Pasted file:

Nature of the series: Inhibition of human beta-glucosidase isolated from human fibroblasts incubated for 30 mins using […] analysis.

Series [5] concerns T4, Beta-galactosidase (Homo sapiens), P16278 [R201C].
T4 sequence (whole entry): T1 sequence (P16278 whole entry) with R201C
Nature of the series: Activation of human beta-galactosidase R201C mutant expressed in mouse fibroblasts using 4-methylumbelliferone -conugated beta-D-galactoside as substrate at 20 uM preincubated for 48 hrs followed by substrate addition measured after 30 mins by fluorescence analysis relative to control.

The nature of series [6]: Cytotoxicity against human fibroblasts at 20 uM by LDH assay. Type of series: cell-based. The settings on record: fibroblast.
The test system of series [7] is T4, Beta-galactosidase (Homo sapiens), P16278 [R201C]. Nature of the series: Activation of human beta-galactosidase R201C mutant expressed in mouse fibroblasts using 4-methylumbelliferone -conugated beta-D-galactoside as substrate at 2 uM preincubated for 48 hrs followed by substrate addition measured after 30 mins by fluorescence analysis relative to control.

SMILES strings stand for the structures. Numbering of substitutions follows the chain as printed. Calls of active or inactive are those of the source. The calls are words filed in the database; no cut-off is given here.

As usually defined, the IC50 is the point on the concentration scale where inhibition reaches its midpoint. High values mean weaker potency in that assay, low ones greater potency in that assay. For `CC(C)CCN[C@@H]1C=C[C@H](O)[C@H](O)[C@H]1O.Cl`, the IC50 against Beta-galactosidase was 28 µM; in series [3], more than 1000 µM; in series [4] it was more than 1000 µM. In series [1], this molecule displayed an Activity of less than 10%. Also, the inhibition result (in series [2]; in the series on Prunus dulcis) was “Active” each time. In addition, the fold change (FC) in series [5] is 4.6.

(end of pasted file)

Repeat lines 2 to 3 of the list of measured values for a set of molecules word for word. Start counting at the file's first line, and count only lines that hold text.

Series [5] concerns T4, Beta-galactosidase (Homo sapiens), P16278 [R201C].
T4 sequence (whole entry): T1 sequence (P16278 whole entry) with R201C